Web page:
Senior Living Care Blog

Characteristics of Frontotemporal Dementia

Posted by Joe Gilmore on Jan 10, 2019 11:00:00 AM

Frontotemporal dementia is an umbrella term that is used to encompass multiple types of dementia that affect the frontal and temporal lobes of the brain. The frontal and temporal lobes in the brain are commonly associated with personality, behavior, and language. When affected by FTD, people will see portions of these two lobes shrink and atrophy. Signs and symptoms carry depending on each case and person.


According to the Association for Frontotemporal Degeneration, the condition affects about 50,000 to 60,000 Americans and represents about 10 to 20 percent of all dementia cases. FTD normally occurs in people who are 50 to 60 years old, younger than most Alzheimer’s disease diagnosis. Because the onset of FTD is younger than most other forms of dementia, it is often misdiagnosed as a psychiatric or movement disorder such as Parkinson’s disease.


Like most forms of dementia, there is no way to prevent or reverse the damage caused by FTD. However, there are certain medications and lifestyle changes that can be implemented to relieve some of the symptoms commonly associated with the disease. Furthermore, there is research and clinical trials being conducted to test treatment options.



What is Frontotemporal Dementia?

A doctors laptop used to take notes on a patient who has dementia

There are multiple forms of frontotemporal dementia (FTD), each with their own causes and symptoms. FTD takes effect when nerve cell damage to the frontal and temporal regions of the brain leads to loss of function.


The frontal lobe is the largest of the four main regions of the brain. This brain region contains the most dopamine neurons and is associated with mood, personality, self-awareness, social and moral reasoning. When this part of the brain is affected by something like FTD, it can cause changes in social interactions and mood.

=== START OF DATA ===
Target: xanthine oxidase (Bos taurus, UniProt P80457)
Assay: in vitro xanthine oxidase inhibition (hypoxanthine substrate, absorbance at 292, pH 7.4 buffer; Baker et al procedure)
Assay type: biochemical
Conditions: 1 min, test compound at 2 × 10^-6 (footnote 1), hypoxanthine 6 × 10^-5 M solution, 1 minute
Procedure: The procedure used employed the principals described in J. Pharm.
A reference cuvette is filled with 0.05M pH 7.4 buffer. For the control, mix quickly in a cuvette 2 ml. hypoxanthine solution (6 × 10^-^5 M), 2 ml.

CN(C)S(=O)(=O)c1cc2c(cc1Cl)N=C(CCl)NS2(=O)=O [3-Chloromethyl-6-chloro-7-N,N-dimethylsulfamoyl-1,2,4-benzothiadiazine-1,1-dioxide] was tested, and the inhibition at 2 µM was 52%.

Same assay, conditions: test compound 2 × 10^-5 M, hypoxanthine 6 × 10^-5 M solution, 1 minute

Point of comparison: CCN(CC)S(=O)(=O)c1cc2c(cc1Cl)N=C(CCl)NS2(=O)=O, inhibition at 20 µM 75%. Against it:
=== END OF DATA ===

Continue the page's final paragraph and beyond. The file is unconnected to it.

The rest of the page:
The temporal lobe is located on the sides of the brain and is crucial in many essential activities. It is necessary for the processing of memory, language, and emotion.



According to the Alzheimer’s Association, FTD cases are inherited in about a third of all cases. This seems to be the only known cause of FTD, there are no known risk factors except for family history.



Symptoms can vary so much depending on each type of FTD and each personal situation, there is not one specific path that those affected will go through. However, because the frontal and temporal lobes affect personality, behavior, and language symptoms will generally affect those aspects. Some people affected by FTD will undergo dramatic changes in personality and can become socially inappropriate, impulsive, or emotionally in different while others may lose their ability to use language.


Some other symptoms can include:

  • Loss of empathy and interpersonal skills
  • Lack of judgement
  • Apathy
  • Repetitive compulsive behavior
  • Tremors
  • Muscle weakness
  • Poor coordination and more


Differences between Alzheimer's and FTD

Alzheimer’s is the most common form of dementia and, because of this, it is normal for people to want to compare Alzheimer’s with other forms of dementia like FTD. While they are different types of dementia and affect things like behavior and memory, they are still very different from each other.